StuffI'mMovingFromMyMySpaceBlogBeforeIShutItDown: June 19, 2006 entry

We observe our heroine browsing through her old MySpace blog, checking it over for important tidbits she might not want to be lost when MySpace goes the way of glass eating, Wacky Wallwalkers, and the hi-top fade. Miraculously, she spots a blog entry of such high quality that she simply can't make that double-layer click-through then CATCHPA entry to finally see the entry deleted from 2007's favorite website.

Peering over our heroine's shoulder, we read...

June 19, 2006


One balmy summer night, I found myself on a train headed nowhere in particular. On that train, I met a man who made his living playing cards. It happened that we were both so exhausted we could not rest. Instead, we both stared out the window into the dark night. Eventually, we both tired of the monotony...of the silence...and the man started to talk.

He told me that he had built his career, even his existence, on studying other people's expressions. He could tell what cards they had by how they fixed their gaze. He said he hoped me didn't mind him saying as much, but he knew that I held no aces in my hand. In exchange for a drink of my Crown, he offered some guidance.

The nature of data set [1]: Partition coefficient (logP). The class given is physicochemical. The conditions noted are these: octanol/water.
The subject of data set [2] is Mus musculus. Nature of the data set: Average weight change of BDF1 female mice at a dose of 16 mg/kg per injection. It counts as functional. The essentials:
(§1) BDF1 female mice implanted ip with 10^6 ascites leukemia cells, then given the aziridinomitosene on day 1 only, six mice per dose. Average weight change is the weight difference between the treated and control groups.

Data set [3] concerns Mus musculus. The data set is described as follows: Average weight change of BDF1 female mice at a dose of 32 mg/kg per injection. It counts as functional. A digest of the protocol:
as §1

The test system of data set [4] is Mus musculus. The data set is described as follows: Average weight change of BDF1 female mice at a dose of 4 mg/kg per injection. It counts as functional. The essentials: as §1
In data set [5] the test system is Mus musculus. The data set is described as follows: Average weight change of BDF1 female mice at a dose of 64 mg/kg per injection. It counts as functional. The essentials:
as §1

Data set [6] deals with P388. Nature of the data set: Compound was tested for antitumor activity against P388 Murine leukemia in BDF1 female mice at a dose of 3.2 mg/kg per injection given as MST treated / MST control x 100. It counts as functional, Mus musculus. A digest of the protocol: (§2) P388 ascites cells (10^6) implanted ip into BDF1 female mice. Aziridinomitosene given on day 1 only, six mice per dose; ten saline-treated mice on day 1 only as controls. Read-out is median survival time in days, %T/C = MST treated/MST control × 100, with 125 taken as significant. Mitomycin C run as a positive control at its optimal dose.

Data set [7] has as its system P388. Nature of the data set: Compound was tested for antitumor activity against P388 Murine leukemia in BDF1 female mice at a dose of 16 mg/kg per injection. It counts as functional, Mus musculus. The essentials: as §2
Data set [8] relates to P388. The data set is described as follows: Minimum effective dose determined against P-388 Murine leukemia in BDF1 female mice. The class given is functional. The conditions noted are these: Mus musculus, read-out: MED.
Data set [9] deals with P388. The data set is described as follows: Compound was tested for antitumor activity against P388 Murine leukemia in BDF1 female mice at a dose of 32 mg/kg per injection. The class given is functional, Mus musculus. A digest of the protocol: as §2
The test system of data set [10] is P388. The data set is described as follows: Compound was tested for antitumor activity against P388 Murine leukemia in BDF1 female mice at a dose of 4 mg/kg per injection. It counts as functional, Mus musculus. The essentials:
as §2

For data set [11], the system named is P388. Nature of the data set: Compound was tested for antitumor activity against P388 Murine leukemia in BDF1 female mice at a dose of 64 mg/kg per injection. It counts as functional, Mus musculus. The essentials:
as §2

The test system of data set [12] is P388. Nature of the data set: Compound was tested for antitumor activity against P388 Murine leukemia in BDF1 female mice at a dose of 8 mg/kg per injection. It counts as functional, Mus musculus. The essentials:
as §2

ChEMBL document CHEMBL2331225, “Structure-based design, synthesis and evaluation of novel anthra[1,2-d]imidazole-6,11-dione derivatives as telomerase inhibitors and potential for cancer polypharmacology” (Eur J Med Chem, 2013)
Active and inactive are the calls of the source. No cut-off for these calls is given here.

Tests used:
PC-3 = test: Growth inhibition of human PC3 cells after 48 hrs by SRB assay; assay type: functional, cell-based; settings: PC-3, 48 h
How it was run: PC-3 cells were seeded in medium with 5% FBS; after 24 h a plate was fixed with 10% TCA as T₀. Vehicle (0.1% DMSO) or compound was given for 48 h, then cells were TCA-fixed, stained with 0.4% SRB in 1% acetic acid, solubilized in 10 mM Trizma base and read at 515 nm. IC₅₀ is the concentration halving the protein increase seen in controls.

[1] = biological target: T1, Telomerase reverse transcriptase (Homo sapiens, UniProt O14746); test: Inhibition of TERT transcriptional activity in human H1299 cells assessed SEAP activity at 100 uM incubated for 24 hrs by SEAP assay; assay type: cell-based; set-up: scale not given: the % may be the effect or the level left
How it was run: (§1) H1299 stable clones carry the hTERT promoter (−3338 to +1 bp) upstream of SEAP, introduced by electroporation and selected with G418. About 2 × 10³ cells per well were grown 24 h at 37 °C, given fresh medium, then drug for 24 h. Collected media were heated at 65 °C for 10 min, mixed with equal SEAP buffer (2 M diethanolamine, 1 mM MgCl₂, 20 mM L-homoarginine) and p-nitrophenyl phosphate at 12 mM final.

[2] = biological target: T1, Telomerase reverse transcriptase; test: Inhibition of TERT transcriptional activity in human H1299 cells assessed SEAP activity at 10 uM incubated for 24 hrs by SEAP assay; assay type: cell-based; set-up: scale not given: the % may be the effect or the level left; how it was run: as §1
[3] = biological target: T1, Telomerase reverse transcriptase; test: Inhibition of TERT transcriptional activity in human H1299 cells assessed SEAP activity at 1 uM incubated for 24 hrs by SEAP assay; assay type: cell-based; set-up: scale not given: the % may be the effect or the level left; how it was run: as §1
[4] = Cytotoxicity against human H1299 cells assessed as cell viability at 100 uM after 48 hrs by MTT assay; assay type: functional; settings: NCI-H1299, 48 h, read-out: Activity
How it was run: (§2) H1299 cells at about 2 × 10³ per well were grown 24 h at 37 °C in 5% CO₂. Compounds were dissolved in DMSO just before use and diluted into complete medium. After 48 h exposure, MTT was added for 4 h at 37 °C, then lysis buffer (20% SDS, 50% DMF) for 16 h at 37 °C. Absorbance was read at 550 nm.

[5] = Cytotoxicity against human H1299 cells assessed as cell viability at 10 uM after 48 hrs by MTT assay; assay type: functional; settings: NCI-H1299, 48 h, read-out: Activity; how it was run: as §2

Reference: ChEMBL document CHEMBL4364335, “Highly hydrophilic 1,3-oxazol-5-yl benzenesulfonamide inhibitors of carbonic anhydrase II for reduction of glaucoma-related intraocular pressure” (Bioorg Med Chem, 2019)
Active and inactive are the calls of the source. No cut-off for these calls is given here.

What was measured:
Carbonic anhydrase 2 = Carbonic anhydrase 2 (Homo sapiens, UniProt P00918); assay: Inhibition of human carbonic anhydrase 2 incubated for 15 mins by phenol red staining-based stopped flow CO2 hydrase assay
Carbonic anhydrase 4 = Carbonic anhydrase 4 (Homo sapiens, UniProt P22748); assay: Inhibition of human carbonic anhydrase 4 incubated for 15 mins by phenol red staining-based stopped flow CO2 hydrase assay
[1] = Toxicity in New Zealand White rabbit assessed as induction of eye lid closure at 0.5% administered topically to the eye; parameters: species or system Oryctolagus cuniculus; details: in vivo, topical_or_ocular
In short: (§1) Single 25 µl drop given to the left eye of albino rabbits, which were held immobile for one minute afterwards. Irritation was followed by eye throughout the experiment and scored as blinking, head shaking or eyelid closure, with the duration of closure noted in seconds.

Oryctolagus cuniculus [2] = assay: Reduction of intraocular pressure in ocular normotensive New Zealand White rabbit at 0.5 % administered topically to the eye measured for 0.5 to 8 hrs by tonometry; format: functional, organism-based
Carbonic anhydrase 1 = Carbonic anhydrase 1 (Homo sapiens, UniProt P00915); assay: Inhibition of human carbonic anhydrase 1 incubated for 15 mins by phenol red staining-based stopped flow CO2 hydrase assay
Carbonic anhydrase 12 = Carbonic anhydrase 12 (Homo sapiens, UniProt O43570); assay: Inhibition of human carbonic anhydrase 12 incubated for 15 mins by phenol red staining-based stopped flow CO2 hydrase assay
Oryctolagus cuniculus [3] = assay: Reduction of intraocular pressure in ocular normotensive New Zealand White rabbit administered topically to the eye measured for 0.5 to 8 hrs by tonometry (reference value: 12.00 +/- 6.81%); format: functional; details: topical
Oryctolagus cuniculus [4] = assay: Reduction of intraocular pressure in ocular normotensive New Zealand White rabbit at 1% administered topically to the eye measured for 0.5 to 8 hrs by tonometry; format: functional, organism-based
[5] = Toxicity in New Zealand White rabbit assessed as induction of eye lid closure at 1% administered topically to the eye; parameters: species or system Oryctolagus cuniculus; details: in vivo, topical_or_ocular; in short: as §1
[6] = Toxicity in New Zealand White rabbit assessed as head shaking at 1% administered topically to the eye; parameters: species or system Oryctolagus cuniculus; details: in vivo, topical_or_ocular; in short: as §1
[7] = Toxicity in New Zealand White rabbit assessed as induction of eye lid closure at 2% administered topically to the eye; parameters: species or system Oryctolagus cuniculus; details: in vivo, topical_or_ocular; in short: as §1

I passed the man my Crown, and he drank the last bit of it. He asked me for a cigarette (which struck me as odd since I don't smoke) and then he asked me for a lighter (which was even more odd considering I didn't give him a cigarette). Complete silence fell over the night and the man's face became expressionless. Then he told me, "If you're going to play cards, it's essential that you learn to do it right."

He said, "You've got to learn when to keep your cards and learn when to get rid of them." He said I'd have to know when to saunter away from the table, and when to race away. Then he told me to not ever add up my chips when I was seated at the table, because there would be plenty of time for that when the game was over. He said, "every card player learns the skill of staying alive in the game: recognizing which cards to throw out and which to hang on to." He went on to tell me that any hand could end up winning, and that any hand could end up losing. Mysteriously, he added that the most a card player could strive for was to depart this life while sleeping.

When he was done talking, he looked again to the window. He put out his cigarette (which I still have no idea where he got), and quietly nodded off. True to those cryptic words, sometime during that dark night, the card player met his goal. From his last words, I gained advice worth remembering. His words echoed in my head three more times.

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